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United States v. Lyons

United States District Court, E.D. Virginia, Richmond Division

July 25, 2019

UNITED STATES OF AMERICA
v.
RONNIE E. LYONS, JR., Petitioner.

          OPINION

          JOHN A. GIBNEY, JR. UNITED STATES DISTRICT JUDGE.

         Ronnie E. Lyons, Jr., a federal inmate proceeding with counsel, brings this 28 U.S.C. § 2255 motion arguing that Johnson v. United States, 135 S.Ct. 2551 (2015), invalidates his conviction under 18 U.S.C. § 924(c) and his designation as a career criminal. (Dk. No. 40.) The government moved to dismiss the § 2255 motion. (Dk. Nos. 44.) As discussed below, the Court will grant the government's motion to dismiss because Lyons' claims lack merit.[1]

         I. BACKGROUND

         On December 13, 2011, a grand jury charged Lyons with: two counts of robbery affecting commerce, in violation of 18 U.S.C. §§ 1951(a) and 2 (Counts One and Three); and two counts of possessing a firearm in furtherance of a crime of violence, in violation of §§ 924(c) and 2 (Counts Two and Four). (Dk. No. 14.) The "crime[s] of violence" underlying Counts Two and Four were robbery affecting commerce ("Hobbs Act robbery") as charged in Counts One and Three. Lyons pled guilty to Counts One, Two, and Three. The Court determined that Lyons qualified as a career offender under § 4B1.1 of the United States Sentencing Guidelines based on his prior convictions for unlawful wounding and eluding police. (Dk. No. 25, at ¶ 58 ("PSR")). Lyons says that without a career offender enhancement, his Guidelines range would have been 130 to 162 months on Counts One and Three instead of 262 to 327 months.[2] On May 14, 2012, the Court sentenced Lyons to a total of 240 months of imprisonment. (Dk. No. 30.)

         Lyons filed a § 2255 motion on June 20, 2016, asking the Court to hold the § 2255 motion in abeyance pending a decision from the Fourth Circuit regarding whether Hobbs Act robbery is a "crime of violence" under § 924(c). The government moved to dismiss, arguing that the relevant statute of limitations barred Lyons' challenge to his § 924(c) conviction. The government also requested that the Court hold Lyons' challenge to his Guidelines sentence in abeyance pending a decision in Beckles v. United States, 137 S.Ct. 886 (2017). Lyons responded that he timely filed his motion with respect to his challenge to his § 924(c) conviction. Lyons joined the government in asking the Court to hold his challenge to his career offender designation in abeyance pending a decision in Beckles.

         On November 8, 2016, the Court held the motions in abeyance pending the Supreme Court's decisions in Sessions v. Dimaya, 138 S.Ct. 1204 (2018), and Beckles. The government again moved to dismiss the § 2255 motion on March 23, 2017, following the Supreme Court's decision in Beckles. Lyons responded by asking the Court to continue to hold the entire § 2255 motion in abeyance pending a decision in Dimaya. On June 1, 2017, the Court held the § 2255 motion in abeyance pending a decision in Dimaya, which was issued on April 17, 2018.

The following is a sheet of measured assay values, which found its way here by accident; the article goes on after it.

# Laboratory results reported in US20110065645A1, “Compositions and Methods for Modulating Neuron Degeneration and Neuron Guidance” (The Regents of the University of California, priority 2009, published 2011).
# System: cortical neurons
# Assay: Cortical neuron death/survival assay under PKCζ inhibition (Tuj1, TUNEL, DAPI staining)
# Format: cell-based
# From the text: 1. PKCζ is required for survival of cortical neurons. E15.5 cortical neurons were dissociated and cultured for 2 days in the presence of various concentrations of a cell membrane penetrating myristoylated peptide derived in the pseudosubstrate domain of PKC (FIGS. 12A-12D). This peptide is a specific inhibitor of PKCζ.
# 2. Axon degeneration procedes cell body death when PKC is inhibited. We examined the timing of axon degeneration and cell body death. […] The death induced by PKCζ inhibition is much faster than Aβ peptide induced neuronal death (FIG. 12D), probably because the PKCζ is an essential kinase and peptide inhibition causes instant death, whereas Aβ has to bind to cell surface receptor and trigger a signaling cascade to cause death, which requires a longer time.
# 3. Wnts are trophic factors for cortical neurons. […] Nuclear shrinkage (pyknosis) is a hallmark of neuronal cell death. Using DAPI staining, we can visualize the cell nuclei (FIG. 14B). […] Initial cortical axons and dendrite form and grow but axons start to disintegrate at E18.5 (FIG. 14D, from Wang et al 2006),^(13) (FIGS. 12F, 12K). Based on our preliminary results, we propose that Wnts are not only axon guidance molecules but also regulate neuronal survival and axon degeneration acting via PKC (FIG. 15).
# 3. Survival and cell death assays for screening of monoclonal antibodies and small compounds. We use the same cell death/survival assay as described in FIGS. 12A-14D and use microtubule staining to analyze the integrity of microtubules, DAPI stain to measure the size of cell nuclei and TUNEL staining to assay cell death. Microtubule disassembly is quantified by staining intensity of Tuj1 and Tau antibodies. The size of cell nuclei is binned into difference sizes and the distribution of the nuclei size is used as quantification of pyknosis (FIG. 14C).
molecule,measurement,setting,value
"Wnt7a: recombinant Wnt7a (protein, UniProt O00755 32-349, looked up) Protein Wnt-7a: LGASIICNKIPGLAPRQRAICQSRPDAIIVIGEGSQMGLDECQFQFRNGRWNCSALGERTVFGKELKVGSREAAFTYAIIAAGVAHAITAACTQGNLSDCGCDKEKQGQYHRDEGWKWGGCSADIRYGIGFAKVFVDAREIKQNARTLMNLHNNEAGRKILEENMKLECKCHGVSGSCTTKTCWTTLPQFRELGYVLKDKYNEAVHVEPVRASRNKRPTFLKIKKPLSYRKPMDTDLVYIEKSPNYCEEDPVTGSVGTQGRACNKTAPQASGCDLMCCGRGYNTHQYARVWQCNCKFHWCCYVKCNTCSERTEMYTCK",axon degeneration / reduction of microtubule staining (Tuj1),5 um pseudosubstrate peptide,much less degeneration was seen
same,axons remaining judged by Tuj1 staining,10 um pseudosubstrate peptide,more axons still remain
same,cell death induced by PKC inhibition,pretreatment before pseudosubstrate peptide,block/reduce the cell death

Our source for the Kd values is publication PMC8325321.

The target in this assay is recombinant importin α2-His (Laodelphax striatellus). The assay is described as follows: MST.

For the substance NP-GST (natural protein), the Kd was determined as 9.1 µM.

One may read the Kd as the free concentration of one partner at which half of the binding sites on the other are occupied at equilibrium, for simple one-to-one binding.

On July 30, 2018, the Court stayed all motions pending the Fourth Circuit's decision in United States v. Simms, 914 F.3d 229 (4th Cir. 2019), which was issued on January 24, 2019. On June 24, 2019, the Supreme Court decided United States v. Davis, 139 S.Ct. 2319 (2019). As Davis was "the last Johnson domino to fall," Simms, 914 F.3d at 252, the Court will now decide Lyons' motion.

         II. ANALYSIS

         In Johnson, the Supreme Court held "that imposing an increased sentence under the residual clause of the Armed Career Criminal Act [("ACCA")[3] violates the Constitution's guarantee of due process." 135 S.Ct. at 2563. The Johnson Court found the definition of a "violent felony" in the ACCA's residual clause unconstitutionally vague because the clause encompassed "conduct that presents a serious potential risk of physical injury to another," which defied clear definition. Id. at 2557-58. In Beckles, the Court held that Johnson did not invalidate the identical residual clause of U.S.S.G. §4B1.2 because the Guidelines are not subject to a vagueness challenge under the Due Process Clause. 137 S.Ct. at 892. Most recently, the Fourth Circuit in Simms, 914 F.3d at 236, and the Supreme Court in Davis, 139 S.Ct. at 2336, deemed the similarly worded residual clause of 18 U.S.C. § 924(c) unconstitutionally vague.

         A. Lyons' Challenge to His Firearm Conviction

         Lyons says that the "residual clause" of § 924(c)(3) is unconstitutionally vague and that Hobbs Act robbery does not qualify as a crime of violence under the "elements clause" of § 924(c)(3). Accordingly, Lyons asserts that Hobbs Act robbery cannot constitute a crime of violence, so the Court must vacate his conviction for Count Two.

         Section 924(c)(1)(A) provides for consecutive periods of imprisonment when a defendant uses or carries a firearm in furtherance of a crime of violence. The law requires a minimum prison term of five years, which increases to seven years if the defendant brandishes the firearm and ten years if the defendant discharges the firearm. An underlying offense constitutes a crime of violence under § 924(c)(3) if it is a felony and:

(A) has as an element the use, attempted use, or threatened use of physical force against the person or property of another [(the "elements clause")], or
(B) that by its nature, involves a substantial risk that physical force against the person or property of another may be used in the course of committing the offense ...

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